This Week in Texas Black History -- Dec. 8-14
|Africans have had a presence in Texas for almost 500 years, maybe longer. The territory was the northernmost area of New Spain (Mexico) in 1528 when Esteban (a.k.a. Estevanico), a Moroccan
Moor servant, waded ashore with a group of Spanish conquistadors near what is now Galveston Island and established himself as the first known African in what would become Texas. Since, African
Americans have contributed significantly in all facets of the building of the state -- its infrastructure, its image, its culture. From Esteban to Beyonce, the Texas Black History Preservation Project is
charting every aspect of the black experience in Texas. Through a series of special packages, we are starting to build an online encyclopedia for all things black history in Texas. Our first offering was,
“Coming to Texas, 1528-1836,” focusing on the origins and circumstances of how blacks came to this part of the world. We also have a package of stories looking at the 1917 Houston Riots.
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|"Coming to Texas, 1528-1836"
Approximately 54% of all enslaved Africans brought to the New
World between 1519 and 1700 disembarked in Spanish America, and
New Spain (Mexico) received its share through the ports of Veracruz
where Africans were first brought and taken for work in the country's
gold and silver mines, as servants, field workers and other labors. So
numerous were Africans in New Spain that by 1570 the 20,569
Africans there were three times the Spanish population.
The Africans spread out through New Spain, including heading north
and across the Rio Grande inter-marrying with indigenous people,
running away from slavery (marronage) and starting their own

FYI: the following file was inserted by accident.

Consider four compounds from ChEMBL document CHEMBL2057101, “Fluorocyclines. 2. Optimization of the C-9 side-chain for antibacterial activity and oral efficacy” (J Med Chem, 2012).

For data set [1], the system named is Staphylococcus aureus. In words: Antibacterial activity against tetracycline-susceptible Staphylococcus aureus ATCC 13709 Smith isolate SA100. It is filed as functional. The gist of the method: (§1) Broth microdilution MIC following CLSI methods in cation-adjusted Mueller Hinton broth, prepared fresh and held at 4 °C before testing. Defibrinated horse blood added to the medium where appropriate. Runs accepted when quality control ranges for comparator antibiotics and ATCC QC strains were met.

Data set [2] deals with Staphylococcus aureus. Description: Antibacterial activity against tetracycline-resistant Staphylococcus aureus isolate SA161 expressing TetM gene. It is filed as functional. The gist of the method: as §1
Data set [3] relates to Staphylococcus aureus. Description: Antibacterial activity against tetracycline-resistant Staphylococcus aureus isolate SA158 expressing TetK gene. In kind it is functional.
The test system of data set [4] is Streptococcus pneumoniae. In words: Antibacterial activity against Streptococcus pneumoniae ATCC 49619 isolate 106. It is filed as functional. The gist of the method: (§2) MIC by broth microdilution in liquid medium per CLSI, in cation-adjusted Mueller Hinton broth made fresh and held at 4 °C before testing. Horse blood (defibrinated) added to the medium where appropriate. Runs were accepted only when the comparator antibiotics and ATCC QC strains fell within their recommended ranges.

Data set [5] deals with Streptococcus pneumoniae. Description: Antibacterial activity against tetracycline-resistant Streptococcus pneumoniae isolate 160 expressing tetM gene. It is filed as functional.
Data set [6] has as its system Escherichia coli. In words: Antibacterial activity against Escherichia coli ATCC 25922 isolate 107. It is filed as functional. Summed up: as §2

communities. Some became the first black Texans.
This package examines how Africans first came to this part of the
Texas Black History...Now
History-related news and events from African American communities around the state
|Texas Black History Preservation Project
Documenting the Complete African American Experience in Texas -- "Know your history, know yourself"
|Want to submit an entry? See our submissions page for how you can contribute an entry, essay, photo or other pertinent information.
The Houston Riot/Camp Logan Mutiny
The darkest social blemish in Houston's history occurred on the steamy
night of Aug. 23, 1917. The Houston Riot, also called the Camp Logan
Mutiny, is known as the only race riot in U.S. history where more
whites (15) than blacks (4) died. The incident led to the largest court
martial in U.S. military history.
Here, the TBHPP examines that night as well as the events leading to it
and the aftermath that included 19 members of the 24th Infantry (a unit
of the famed "Buffalo Soldiers") being led to the gallows and buried in
practically unmarked graves at Fort Sam Houston in San Antonio. Our
- "Camp Logan Riot of 1917": An essay by Roxanne Evans and
- Angela Holder, history professor at Houston Community College,
Central Campus, is a great niece of one of the 24th Infantry
soldiers hung for alleged participation in the riot. Prof. Holder
writes a personal reflection on the riots.
- Expanded Timeline: A history of African Americans in the U.S.
- The Crisis Report -- Right's activist Martha Gruening reported on
the Houston violence for the November, 1917 edition of The Crisis
magazine, the NAACP's influential quarterly publication started
by W.E.B. DuBois.
- Video: "Buffalo Soldiers history."